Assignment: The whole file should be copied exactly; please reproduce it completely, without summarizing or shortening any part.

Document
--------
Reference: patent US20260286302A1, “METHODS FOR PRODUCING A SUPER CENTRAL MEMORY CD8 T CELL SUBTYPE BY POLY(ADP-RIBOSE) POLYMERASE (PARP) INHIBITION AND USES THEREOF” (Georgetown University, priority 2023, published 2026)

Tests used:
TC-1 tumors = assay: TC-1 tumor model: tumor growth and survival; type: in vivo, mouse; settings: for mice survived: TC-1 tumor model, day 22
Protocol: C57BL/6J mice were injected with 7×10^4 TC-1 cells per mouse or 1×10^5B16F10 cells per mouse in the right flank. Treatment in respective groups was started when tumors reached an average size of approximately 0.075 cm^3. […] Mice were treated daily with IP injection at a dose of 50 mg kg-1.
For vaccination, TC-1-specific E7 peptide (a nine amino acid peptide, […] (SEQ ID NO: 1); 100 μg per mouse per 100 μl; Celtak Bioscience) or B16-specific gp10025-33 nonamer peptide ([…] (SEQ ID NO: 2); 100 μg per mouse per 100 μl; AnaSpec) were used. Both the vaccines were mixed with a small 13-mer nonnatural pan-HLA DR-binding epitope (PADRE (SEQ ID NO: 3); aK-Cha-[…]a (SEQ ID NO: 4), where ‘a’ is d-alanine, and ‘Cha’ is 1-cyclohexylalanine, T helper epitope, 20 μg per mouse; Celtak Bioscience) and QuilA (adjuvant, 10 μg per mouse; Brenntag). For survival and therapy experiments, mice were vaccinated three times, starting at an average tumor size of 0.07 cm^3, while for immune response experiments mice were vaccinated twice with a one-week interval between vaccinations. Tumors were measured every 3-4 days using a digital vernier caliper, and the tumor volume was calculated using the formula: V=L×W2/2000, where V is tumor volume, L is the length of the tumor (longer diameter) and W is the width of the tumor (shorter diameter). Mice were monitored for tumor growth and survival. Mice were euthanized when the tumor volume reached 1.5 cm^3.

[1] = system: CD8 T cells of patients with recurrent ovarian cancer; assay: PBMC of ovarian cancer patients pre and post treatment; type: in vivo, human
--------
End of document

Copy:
Reference: patent US20260286302A1, “METHODS FOR PRODUCING A SUPER CENTRAL MEMORY CD8 T CELL SUBTYPE BY POLY(ADP-RIBOSE) POLYMERASE (PARP) INHIBITION AND USES THEREOF” (Georgetown University, priority 2023, published 2026)

Tests used:
TC-1 tumors = assay: TC-1 tumor model: tumor growth and survival; type: in vivo, mouse; settings: for mice survived: TC-1 tumor model, day 22
Protocol: C57BL/6J mice were injected with 7×10^4 TC-1 cells per mouse or 1×10^5B16F10 cells per mouse in the right flank. Treatment in respective groups was started when tumors reached an average size of approximately 0.075 cm^3. […] Mice were treated daily with IP injection at a dose of 50 mg kg-1.
For vaccination, TC-1-specific E7 peptide (a nine amino acid peptide, […] (SEQ ID NO: 1); 100 μg per mouse per 100 μl; Celtak Bioscience) or B16-specific gp10025-33 nonamer peptide ([…] (SEQ ID NO: 2); 100 μg per mouse per 100 μl; AnaSpec) were used. Both the vaccines were mixed with a small 13-mer nonnatural pan-HLA DR-binding epitope (PADRE (SEQ ID NO: 3); aK-Cha-[…]a (SEQ ID NO: 4), where ‘a’ is d-alanine, and ‘Cha’ is 1-cyclohexylalanine, T helper epitope, 20 μg per mouse; Celtak Bioscience) and QuilA (adjuvant, 10 μg per mouse; Brenntag). For survival and therapy experiments, mice were vaccinated three times, starting at an average tumor size of 0.07 cm^3, while for immune response experiments mice were vaccinated twice with a one-week interval between vaccinations. Tumors were measured every 3-4 days using a digital vernier caliper, and the tumor volume was calculated using the formula: V=L×W2/2000, where V is tumor volume, L is the length of the tumor (longer diameter) and W is the width of the tumor (shorter diameter). Mice were monitored for tumor growth and survival. Mice were euthanized when the tumor volume reached 1.5 cm^3.

[1] = system: CD8 T cells of patients with recurrent ovarian cancer; assay: PBMC of ovarian cancer patients pre and post treatment; type: in vivo, human